You want everyone to see that while the world experiences as little as a 30% success rate in IT projects, your team has an 85-90% success rate or higher.
While other IT organizations struggle about how to show value, you want a report that shows the benefits and value derived from every project you do for the company.
I like to use an IT Initiatives Portfolio to do this.
I’ve written about this tool before. It is possibly the one tool that has helped me in my career the most. The reason – it shows in clear terms how good my IT organization performs in regards to delivering projects successfully and the value we are contributing in a very simple report.
Here it is:
There are six key parts, , , this report tells you a lot:
1. Success in completing projects on time
2. Success in completing projects within budget
3. Benefit results. In this report I have columns for expected results and achieved results for both 6-month and 12-month intervals. You won’t use these columns for every project but it is certainly helpful to list some type of business value benefit for every project you work on, , , this is the value contribution your team is making.
4. Success in meeting client needs
5. Overall success rate of each project – on time, within budget, achieving expected results, and meeting client needs.
6. Ongoing run rates of completing projects on time, within budget, and meeting client needs plus overall project success rate. This is your track record and you want people to know how good your team performs in completing projects successfully.
Let’s take a closer look at this report, , , click on the image for a larger view:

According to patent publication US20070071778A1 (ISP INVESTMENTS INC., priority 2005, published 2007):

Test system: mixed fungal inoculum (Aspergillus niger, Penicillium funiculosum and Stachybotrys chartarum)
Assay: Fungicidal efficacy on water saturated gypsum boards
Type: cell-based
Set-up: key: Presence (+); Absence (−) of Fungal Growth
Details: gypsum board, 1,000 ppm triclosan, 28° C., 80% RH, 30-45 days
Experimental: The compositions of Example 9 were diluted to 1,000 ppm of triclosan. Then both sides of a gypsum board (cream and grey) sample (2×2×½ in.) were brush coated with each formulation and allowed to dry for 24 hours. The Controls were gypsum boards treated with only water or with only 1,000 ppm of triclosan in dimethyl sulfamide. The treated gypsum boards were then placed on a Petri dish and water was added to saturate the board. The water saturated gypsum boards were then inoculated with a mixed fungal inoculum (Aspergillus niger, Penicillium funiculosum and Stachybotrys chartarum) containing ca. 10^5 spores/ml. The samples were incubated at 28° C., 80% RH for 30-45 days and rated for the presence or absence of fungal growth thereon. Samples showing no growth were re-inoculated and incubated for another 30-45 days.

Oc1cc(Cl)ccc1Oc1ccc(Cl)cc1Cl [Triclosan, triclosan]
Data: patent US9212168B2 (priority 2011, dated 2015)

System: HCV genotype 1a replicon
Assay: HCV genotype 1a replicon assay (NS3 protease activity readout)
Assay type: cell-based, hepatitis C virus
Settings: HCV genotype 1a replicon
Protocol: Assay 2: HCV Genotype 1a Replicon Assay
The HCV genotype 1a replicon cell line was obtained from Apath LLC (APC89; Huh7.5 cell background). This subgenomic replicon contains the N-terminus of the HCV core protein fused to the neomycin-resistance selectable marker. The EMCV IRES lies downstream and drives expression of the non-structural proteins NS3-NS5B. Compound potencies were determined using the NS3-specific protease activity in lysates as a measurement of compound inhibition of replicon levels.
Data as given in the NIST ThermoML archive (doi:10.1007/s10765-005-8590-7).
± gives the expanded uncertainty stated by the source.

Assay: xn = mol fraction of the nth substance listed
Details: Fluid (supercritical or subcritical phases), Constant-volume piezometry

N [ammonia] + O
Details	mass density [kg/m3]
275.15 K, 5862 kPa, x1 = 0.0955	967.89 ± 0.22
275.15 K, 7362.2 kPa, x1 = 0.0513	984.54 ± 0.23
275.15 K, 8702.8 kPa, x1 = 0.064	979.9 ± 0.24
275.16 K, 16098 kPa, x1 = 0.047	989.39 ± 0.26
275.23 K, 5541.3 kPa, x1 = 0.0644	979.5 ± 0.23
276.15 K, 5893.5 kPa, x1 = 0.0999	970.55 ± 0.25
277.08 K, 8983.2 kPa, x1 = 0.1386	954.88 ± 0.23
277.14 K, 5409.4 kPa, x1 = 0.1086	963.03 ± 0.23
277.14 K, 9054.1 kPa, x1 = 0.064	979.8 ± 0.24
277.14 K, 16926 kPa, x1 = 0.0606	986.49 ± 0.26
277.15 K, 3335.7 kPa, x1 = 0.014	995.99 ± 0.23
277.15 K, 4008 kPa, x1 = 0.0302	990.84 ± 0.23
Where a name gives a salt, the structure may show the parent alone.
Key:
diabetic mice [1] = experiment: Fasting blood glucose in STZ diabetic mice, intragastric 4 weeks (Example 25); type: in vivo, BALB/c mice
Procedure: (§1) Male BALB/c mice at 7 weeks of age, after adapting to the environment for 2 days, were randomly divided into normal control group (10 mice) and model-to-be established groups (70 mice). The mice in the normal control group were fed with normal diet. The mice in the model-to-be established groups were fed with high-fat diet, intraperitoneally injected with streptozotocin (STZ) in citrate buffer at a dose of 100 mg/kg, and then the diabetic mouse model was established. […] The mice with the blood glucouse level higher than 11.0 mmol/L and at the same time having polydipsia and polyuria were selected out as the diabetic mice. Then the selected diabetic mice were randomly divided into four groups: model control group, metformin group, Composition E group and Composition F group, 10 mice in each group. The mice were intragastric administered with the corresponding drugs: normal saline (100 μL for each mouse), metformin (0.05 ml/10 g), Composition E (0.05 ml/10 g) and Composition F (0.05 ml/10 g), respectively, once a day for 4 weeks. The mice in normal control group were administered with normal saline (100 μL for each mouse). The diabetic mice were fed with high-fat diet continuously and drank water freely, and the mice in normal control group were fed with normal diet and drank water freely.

In this example I’ve rolled it up so you can see the results of three projects. The nice thing about Excel is that you can summarize all the projects to calculate overall performance indicators at the bottom as I’ve done here.
In the example it shows we have achieved the following performance track record:
– On time percentage – 66.6%
– Within budget – 100%
– 6-month actual benefits of $21,500 which is $500 better then expected
– 12-month actual benefits of $63,500 which is $5,500 better than expected
– Meets User Needs percentage of 100%
– Overall project success of 66.6%
It helps to prepare an annual report that lists every project the IT team completed during the year and keep copies for every year to show progress and to analyze to determine how you get better. You will find this information becomes valuable to have handy at times.
Something else to consider. When people know you are tracking performance and you are serious about it, , , two things happen:
1. Your IT team focuses harder to complete projects successfully.
2. Senior managers view you more as a business manager than a technical manager.
Both of these are important for your credibility.
Project success is the path to IT credibility, something you must establish if you are to attain any level of IT success. To get there you need to do more than just complete projects successfully, , , you must also communicate the status of active projects and make others aware of the track record and results your team achieves in delivering projects successfully.
The tools and insight provided in this 4-part series will help you do all of this.
More details of the entire project management process and customizable tools I use are available in my book, IT Project Management: a practical approach